India's God-Men

In India, it’s not such a remarkable thing to claim to be an incarnation of a god. God-men are built into Hindu philosophy, in a way. Hindu legends are replete with accounts of god-men come to walk among the with Vishnu’s many avatars.

And while these legends reflect the belief in the divine spark—that anyone can, at some time, embody the spirit of a god, as with a married couple on their wedding day—it also speaks of a deeper desire hidden in the heart of man...

The desire to touch God and have Him walk among us.

Long Ago in the Land of Ayodhya

So many centuries ago the days cannot be counted, the Ramayana tells of a king named Dasharatha and his three wives, Sumitra, Kausalya, and Kaikeyi. They lived in the beautiful city of Ayodhya, a place of peace on the banks of the Sarayu River.

Dasharatha grew old and longed for a son to take his place on the throne. So the priest Vasistha took his request to the gods, seeking their favor.

As he was doing this, the gods looked upon the earth and the havoc being wreaked by the powerful demon-king Ravanna of Lanka. Yet what could they do? Long ago, Lord Shiva had granted a boon to Ravanna, promising him the gods could never take his life. Taking advantage of this, Ravanna interfered with their worship and made it nearly impossible for people to connect with their chosen gods and give them due honor.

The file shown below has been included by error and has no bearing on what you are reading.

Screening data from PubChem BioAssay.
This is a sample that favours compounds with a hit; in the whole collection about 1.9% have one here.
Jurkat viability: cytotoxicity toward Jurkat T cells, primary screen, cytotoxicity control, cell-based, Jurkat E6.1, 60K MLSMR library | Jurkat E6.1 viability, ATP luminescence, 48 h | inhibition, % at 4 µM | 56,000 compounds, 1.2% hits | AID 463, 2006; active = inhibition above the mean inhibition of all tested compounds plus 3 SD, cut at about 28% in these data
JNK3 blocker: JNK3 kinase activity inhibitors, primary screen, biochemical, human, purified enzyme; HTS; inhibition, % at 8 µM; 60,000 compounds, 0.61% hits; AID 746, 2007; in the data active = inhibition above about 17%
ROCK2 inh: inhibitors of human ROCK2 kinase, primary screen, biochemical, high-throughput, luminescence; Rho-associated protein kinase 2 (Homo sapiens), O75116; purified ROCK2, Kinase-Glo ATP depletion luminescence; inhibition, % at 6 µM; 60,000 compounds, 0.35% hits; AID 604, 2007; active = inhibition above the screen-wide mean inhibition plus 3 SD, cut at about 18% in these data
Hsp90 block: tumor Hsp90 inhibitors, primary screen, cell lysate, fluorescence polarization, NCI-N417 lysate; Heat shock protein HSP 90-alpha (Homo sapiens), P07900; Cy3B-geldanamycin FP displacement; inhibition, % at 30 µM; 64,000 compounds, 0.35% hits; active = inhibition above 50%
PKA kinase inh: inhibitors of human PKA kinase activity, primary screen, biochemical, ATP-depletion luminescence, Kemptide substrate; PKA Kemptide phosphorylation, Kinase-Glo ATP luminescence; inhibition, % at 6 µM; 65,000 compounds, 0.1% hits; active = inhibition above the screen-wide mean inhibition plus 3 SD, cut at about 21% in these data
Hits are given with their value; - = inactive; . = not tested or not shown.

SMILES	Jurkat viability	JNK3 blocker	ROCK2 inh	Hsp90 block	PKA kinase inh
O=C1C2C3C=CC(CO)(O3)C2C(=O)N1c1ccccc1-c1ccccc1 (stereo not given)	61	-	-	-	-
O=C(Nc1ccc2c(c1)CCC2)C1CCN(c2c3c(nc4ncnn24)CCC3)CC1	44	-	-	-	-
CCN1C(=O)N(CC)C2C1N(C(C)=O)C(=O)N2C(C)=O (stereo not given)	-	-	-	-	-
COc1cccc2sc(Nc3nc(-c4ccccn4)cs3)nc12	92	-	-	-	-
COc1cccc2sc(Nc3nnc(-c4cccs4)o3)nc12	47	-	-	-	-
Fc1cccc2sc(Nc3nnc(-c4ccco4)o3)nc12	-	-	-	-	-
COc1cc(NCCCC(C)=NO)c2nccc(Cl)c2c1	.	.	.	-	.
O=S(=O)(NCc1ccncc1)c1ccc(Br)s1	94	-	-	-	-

And so it was that the gods chose a path Ravanna could not have anticipated: Vishnu came down to earth, a god-man embodied in the form of a child, born of a human mother. This child, Rama, grew brave and strong—obedient to his parents, a terror to all demons.

Dasharatha loved him well, as did his brothers. Rama married the lovely and perfect Sita, the embodiment of his divine consort, Lakshmi. And although the jealous queen Kaikeyi maneuvered Dashratha into exiling Rama for 14 years, Rama would later inherit Ayodhya.

A Demon Scorned

The road he walked in exile was not an easy one, but he didn’t travel it alone. Faithful Sita and one of his brothers, Lakshman, came with him, fighting demons along the way.